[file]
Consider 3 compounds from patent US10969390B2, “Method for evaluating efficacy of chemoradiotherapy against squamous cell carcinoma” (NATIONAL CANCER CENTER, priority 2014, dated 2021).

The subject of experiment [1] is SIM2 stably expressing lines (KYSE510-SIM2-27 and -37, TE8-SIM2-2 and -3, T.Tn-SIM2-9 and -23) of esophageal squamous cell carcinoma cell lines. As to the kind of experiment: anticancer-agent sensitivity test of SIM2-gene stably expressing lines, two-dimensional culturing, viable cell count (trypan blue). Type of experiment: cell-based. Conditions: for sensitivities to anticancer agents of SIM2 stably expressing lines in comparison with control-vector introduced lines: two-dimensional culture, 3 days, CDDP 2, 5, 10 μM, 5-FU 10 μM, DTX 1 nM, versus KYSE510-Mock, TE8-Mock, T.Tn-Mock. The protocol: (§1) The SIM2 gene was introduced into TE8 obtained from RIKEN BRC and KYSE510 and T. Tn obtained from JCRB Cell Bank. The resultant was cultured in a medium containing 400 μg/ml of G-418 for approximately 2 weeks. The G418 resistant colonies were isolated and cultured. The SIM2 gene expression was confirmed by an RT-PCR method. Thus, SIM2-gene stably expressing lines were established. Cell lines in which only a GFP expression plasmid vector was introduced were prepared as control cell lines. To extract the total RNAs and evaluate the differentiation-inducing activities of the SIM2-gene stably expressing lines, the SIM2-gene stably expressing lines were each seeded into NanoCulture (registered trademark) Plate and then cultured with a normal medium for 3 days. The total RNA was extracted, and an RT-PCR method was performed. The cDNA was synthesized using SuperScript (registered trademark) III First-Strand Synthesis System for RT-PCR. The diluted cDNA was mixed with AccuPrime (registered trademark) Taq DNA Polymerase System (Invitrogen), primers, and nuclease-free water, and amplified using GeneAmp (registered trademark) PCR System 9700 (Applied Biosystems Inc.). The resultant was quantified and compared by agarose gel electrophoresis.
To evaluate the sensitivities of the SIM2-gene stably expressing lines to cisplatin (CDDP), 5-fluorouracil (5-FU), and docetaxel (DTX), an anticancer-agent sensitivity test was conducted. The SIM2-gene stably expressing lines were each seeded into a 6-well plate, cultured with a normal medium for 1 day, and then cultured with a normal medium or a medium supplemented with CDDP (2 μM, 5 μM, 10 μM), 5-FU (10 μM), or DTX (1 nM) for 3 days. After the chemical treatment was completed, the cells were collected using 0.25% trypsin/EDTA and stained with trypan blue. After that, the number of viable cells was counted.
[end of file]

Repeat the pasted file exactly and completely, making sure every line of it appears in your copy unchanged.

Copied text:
Consider 3 compounds from patent US10969390B2, “Method for evaluating efficacy of chemoradiotherapy against squamous cell carcinoma” (NATIONAL CANCER CENTER, priority 2014, dated 2021).

The subject of experiment [1] is SIM2 stably expressing lines (KYSE510-SIM2-27 and -37, TE8-SIM2-2 and -3, T.Tn-SIM2-9 and -23) of esophageal squamous cell carcinoma cell lines. As to the kind of experiment: anticancer-agent sensitivity test of SIM2-gene stably expressing lines, two-dimensional culturing, viable cell count (trypan blue). Type of experiment: cell-based. Conditions: for sensitivities to anticancer agents of SIM2 stably expressing lines in comparison with control-vector introduced lines: two-dimensional culture, 3 days, CDDP 2, 5, 10 μM, 5-FU 10 μM, DTX 1 nM, versus KYSE510-Mock, TE8-Mock, T.Tn-Mock. The protocol: (§1) The SIM2 gene was introduced into TE8 obtained from RIKEN BRC and KYSE510 and T. Tn obtained from JCRB Cell Bank. The resultant was cultured in a medium containing 400 μg/ml of G-418 for approximately 2 weeks. The G418 resistant colonies were isolated and cultured. The SIM2 gene expression was confirmed by an RT-PCR method. Thus, SIM2-gene stably expressing lines were established. Cell lines in which only a GFP expression plasmid vector was introduced were prepared as control cell lines. To extract the total RNAs and evaluate the differentiation-inducing activities of the SIM2-gene stably expressing lines, the SIM2-gene stably expressing lines were each seeded into NanoCulture (registered trademark) Plate and then cultured with a normal medium for 3 days. The total RNA was extracted, and an RT-PCR method was performed. The cDNA was synthesized using SuperScript (registered trademark) III First-Strand Synthesis System for RT-PCR. The diluted cDNA was mixed with AccuPrime (registered trademark) Taq DNA Polymerase System (Invitrogen), primers, and nuclease-free water, and amplified using GeneAmp (registered trademark) PCR System 9700 (Applied Biosystems Inc.). The resultant was quantified and compared by agarose gel electrophoresis.
To evaluate the sensitivities of the SIM2-gene stably expressing lines to cisplatin (CDDP), 5-fluorouracil (5-FU), and docetaxel (DTX), an anticancer-agent sensitivity test was conducted. The SIM2-gene stably expressing lines were each seeded into a 6-well plate, cultured with a normal medium for 1 day, and then cultured with a normal medium or a medium supplemented with CDDP (2 μM, 5 μM, 10 μM), 5-FU (10 μM), or DTX (1 nM) for 3 days. After the chemical treatment was completed, the cells were collected using 0.25% trypsin/EDTA and stained with trypan blue. After that, the number of viable cells was counted.